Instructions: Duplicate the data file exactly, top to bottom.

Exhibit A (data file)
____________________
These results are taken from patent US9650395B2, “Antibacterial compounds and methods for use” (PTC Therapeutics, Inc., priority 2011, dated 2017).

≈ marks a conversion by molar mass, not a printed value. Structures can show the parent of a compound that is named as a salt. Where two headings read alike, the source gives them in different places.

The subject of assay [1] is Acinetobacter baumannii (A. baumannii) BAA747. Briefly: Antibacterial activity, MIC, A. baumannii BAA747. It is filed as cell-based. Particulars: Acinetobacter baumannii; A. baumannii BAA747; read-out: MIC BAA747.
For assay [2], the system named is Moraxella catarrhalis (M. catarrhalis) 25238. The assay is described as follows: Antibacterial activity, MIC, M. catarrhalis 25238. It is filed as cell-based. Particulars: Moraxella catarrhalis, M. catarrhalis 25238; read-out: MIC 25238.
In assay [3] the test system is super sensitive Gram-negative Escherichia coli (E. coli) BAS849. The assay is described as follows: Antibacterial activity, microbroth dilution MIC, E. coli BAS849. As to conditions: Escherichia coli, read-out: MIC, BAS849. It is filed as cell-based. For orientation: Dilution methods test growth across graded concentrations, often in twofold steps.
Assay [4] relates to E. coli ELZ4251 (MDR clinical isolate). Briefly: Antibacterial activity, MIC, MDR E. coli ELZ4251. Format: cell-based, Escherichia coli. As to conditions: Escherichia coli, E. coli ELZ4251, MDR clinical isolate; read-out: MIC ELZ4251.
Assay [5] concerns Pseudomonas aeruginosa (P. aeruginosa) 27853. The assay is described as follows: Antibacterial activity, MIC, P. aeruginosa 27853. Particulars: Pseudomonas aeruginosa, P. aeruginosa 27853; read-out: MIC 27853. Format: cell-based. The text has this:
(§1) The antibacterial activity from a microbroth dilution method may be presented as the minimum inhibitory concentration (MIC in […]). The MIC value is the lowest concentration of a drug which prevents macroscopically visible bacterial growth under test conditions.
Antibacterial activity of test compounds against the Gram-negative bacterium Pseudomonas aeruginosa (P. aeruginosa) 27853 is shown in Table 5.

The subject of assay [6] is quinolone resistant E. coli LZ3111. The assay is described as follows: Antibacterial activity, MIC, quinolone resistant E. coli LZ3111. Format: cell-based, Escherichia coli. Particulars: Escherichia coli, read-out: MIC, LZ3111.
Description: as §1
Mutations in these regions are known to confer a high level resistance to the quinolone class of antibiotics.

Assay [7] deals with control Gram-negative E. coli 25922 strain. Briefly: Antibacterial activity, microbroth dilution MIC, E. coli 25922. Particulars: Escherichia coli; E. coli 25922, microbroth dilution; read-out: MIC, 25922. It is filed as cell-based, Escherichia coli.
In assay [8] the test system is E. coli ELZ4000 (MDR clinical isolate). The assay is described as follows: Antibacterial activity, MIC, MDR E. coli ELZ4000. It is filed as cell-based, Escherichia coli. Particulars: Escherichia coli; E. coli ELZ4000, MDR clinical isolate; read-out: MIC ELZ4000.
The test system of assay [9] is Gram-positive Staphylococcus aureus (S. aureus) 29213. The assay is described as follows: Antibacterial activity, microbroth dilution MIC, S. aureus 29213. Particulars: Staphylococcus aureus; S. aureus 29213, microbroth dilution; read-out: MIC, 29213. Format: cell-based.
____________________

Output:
These results are taken from patent US9650395B2, “Antibacterial compounds and methods for use” (PTC Therapeutics, Inc., priority 2011, dated 2017).

≈ marks a conversion by molar mass, not a printed value. Structures can show the parent of a compound that is named as a salt. Where two headings read alike, the source gives them in different places.

The subject of assay [1] is Acinetobacter baumannii (A. baumannii) BAA747. Briefly: Antibacterial activity, MIC, A. baumannii BAA747. It is filed as cell-based. Particulars: Acinetobacter baumannii; A. baumannii BAA747; read-out: MIC BAA747.
For assay [2], the system named is Moraxella catarrhalis (M. catarrhalis) 25238. The assay is described as follows: Antibacterial activity, MIC, M. catarrhalis 25238. It is filed as cell-based. Particulars: Moraxella catarrhalis, M. catarrhalis 25238; read-out: MIC 25238.
In assay [3] the test system is super sensitive Gram-negative Escherichia coli (E. coli) BAS849. The assay is described as follows: Antibacterial activity, microbroth dilution MIC, E. coli BAS849. As to conditions: Escherichia coli, read-out: MIC, BAS849. It is filed as cell-based. For orientation: Dilution methods test growth across graded concentrations, often in twofold steps.
Assay [4] relates to E. coli ELZ4251 (MDR clinical isolate). Briefly: Antibacterial activity, MIC, MDR E. coli ELZ4251. Format: cell-based, Escherichia coli. As to conditions: Escherichia coli, E. coli ELZ4251, MDR clinical isolate; read-out: MIC ELZ4251.
Assay [5] concerns Pseudomonas aeruginosa (P. aeruginosa) 27853. The assay is described as follows: Antibacterial activity, MIC, P. aeruginosa 27853. Particulars: Pseudomonas aeruginosa, P. aeruginosa 27853; read-out: MIC 27853. Format: cell-based. The text has this:
(§1) The antibacterial activity from a microbroth dilution method may be presented as the minimum inhibitory concentration (MIC in […]). The MIC value is the lowest concentration of a drug which prevents macroscopically visible bacterial growth under test conditions.
Antibacterial activity of test compounds against the Gram-negative bacterium Pseudomonas aeruginosa (P. aeruginosa) 27853 is shown in Table 5.

The subject of assay [6] is quinolone resistant E. coli LZ3111. The assay is described as follows: Antibacterial activity, MIC, quinolone resistant E. coli LZ3111. Format: cell-based, Escherichia coli. Particulars: Escherichia coli, read-out: MIC, LZ3111.
Description: as §1
Mutations in these regions are known to confer a high level resistance to the quinolone class of antibiotics.

Assay [7] deals with control Gram-negative E. coli 25922 strain. Briefly: Antibacterial activity, microbroth dilution MIC, E. coli 25922. Particulars: Escherichia coli; E. coli 25922, microbroth dilution; read-out: MIC, 25922. It is filed as cell-based, Escherichia coli.
In assay [8] the test system is E. coli ELZ4000 (MDR clinical isolate). The assay is described as follows: Antibacterial activity, MIC, MDR E. coli ELZ4000. It is filed as cell-based, Escherichia coli. Particulars: Escherichia coli; E. coli ELZ4000, MDR clinical isolate; read-out: MIC ELZ4000.
The test system of assay [9] is Gram-positive Staphylococcus aureus (S. aureus) 29213. The assay is described as follows: Antibacterial activity, microbroth dilution MIC, S. aureus 29213. Particulars: Staphylococcus aureus; S. aureus 29213, microbroth dilution; read-out: MIC, 29213. Format: cell-based.